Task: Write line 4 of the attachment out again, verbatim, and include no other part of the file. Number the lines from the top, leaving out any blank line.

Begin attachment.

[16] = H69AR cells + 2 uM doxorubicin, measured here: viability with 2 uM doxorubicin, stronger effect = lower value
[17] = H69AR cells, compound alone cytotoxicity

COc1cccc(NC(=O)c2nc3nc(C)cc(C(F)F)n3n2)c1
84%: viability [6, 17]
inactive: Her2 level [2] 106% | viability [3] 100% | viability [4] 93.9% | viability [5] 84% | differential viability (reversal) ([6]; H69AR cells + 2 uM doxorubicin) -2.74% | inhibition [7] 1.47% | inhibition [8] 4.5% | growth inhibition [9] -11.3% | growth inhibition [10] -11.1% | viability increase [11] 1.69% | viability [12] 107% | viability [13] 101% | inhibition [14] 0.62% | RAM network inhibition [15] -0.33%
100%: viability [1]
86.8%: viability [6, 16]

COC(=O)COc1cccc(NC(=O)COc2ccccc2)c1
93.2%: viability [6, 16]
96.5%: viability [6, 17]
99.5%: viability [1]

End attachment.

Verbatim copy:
84%: viability [6, 17]